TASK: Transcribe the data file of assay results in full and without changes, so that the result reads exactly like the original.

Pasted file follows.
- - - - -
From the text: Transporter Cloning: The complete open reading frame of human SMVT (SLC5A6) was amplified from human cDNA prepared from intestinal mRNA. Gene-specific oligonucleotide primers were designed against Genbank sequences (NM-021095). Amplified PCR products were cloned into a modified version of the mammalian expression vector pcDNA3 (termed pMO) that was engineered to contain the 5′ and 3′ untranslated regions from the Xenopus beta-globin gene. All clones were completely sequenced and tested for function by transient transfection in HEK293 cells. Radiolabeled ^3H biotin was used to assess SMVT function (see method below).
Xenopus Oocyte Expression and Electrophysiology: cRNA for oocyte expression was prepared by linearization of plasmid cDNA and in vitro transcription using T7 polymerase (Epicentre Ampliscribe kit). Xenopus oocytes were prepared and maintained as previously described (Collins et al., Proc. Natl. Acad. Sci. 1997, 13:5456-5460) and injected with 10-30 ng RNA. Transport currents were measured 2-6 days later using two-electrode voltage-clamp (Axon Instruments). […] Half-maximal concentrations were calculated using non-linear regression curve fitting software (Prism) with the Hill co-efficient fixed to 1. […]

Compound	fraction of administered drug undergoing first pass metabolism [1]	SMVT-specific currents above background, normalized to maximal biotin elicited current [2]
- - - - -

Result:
From the text: Transporter Cloning: The complete open reading frame of human SMVT (SLC5A6) was amplified from human cDNA prepared from intestinal mRNA. Gene-specific oligonucleotide primers were designed against Genbank sequences (NM-021095). Amplified PCR products were cloned into a modified version of the mammalian expression vector pcDNA3 (termed pMO) that was engineered to contain the 5′ and 3′ untranslated regions from the Xenopus beta-globin gene. All clones were completely sequenced and tested for function by transient transfection in HEK293 cells. Radiolabeled ^3H biotin was used to assess SMVT function (see method below).
Xenopus Oocyte Expression and Electrophysiology: cRNA for oocyte expression was prepared by linearization of plasmid cDNA and in vitro transcription using T7 polymerase (Epicentre Ampliscribe kit). Xenopus oocytes were prepared and maintained as previously described (Collins et al., Proc. Natl. Acad. Sci. 1997, 13:5456-5460) and injected with 10-30 ng RNA. Transport currents were measured 2-6 days later using two-electrode voltage-clamp (Axon Instruments). […] Half-maximal concentrations were calculated using non-linear regression curve fitting software (Prism) with the Hill co-efficient fixed to 1. […]

Compound	fraction of administered drug undergoing first pass metabolism [1]	SMVT-specific currents above background, normalized to maximal biotin elicited current [2]